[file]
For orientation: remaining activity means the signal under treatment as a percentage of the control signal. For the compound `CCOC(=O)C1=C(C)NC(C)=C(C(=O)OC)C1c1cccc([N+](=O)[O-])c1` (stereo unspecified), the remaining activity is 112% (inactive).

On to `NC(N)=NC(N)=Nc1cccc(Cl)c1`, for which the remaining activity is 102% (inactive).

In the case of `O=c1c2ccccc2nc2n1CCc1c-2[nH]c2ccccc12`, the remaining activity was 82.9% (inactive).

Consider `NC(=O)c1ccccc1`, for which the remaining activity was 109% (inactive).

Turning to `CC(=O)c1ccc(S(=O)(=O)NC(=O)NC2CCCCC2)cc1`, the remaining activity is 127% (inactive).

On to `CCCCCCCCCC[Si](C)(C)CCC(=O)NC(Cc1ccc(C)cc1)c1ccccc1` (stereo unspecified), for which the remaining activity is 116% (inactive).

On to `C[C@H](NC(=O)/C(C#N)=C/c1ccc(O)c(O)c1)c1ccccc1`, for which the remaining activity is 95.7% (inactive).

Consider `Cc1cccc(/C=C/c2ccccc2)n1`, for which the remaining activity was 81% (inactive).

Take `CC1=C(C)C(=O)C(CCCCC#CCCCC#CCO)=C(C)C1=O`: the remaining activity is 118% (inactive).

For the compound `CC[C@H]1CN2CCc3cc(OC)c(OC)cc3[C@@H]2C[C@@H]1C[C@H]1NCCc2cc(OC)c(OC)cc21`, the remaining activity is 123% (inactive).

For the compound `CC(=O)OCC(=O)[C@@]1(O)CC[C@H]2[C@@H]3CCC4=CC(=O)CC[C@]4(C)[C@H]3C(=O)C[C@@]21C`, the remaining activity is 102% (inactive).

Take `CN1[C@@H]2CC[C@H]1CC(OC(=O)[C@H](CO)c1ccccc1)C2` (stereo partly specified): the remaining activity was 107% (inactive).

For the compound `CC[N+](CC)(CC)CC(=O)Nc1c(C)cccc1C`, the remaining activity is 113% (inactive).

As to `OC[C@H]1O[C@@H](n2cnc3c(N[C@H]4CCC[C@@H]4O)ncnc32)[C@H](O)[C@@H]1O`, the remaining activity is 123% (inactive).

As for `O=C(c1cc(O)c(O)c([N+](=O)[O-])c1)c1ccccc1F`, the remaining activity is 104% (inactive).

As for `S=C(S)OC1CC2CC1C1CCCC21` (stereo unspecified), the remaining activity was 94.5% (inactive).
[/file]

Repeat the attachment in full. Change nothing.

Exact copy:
For orientation: remaining activity means the signal under treatment as a percentage of the control signal. For the compound `CCOC(=O)C1=C(C)NC(C)=C(C(=O)OC)C1c1cccc([N+](=O)[O-])c1` (stereo unspecified), the remaining activity is 112% (inactive).

On to `NC(N)=NC(N)=Nc1cccc(Cl)c1`, for which the remaining activity is 102% (inactive).

In the case of `O=c1c2ccccc2nc2n1CCc1c-2[nH]c2ccccc12`, the remaining activity was 82.9% (inactive).

Consider `NC(=O)c1ccccc1`, for which the remaining activity was 109% (inactive).

Turning to `CC(=O)c1ccc(S(=O)(=O)NC(=O)NC2CCCCC2)cc1`, the remaining activity is 127% (inactive).

On to `CCCCCCCCCC[Si](C)(C)CCC(=O)NC(Cc1ccc(C)cc1)c1ccccc1` (stereo unspecified), for which the remaining activity is 116% (inactive).

On to `C[C@H](NC(=O)/C(C#N)=C/c1ccc(O)c(O)c1)c1ccccc1`, for which the remaining activity is 95.7% (inactive).

Consider `Cc1cccc(/C=C/c2ccccc2)n1`, for which the remaining activity was 81% (inactive).

Take `CC1=C(C)C(=O)C(CCCCC#CCCCC#CCO)=C(C)C1=O`: the remaining activity is 118% (inactive).

For the compound `CC[C@H]1CN2CCc3cc(OC)c(OC)cc3[C@@H]2C[C@@H]1C[C@H]1NCCc2cc(OC)c(OC)cc21`, the remaining activity is 123% (inactive).

For the compound `CC(=O)OCC(=O)[C@@]1(O)CC[C@H]2[C@@H]3CCC4=CC(=O)CC[C@]4(C)[C@H]3C(=O)C[C@@]21C`, the remaining activity is 102% (inactive).

Take `CN1[C@@H]2CC[C@H]1CC(OC(=O)[C@H](CO)c1ccccc1)C2` (stereo partly specified): the remaining activity was 107% (inactive).

For the compound `CC[N+](CC)(CC)CC(=O)Nc1c(C)cccc1C`, the remaining activity is 113% (inactive).

As to `OC[C@H]1O[C@@H](n2cnc3c(N[C@H]4CCC[C@@H]4O)ncnc32)[C@H](O)[C@@H]1O`, the remaining activity is 123% (inactive).

As for `O=C(c1cc(O)c(O)c([N+](=O)[O-])c1)c1ccccc1F`, the remaining activity is 104% (inactive).

As for `S=C(S)OC1CC2CC1C1CCCC21` (stereo unspecified), the remaining activity was 94.5% (inactive).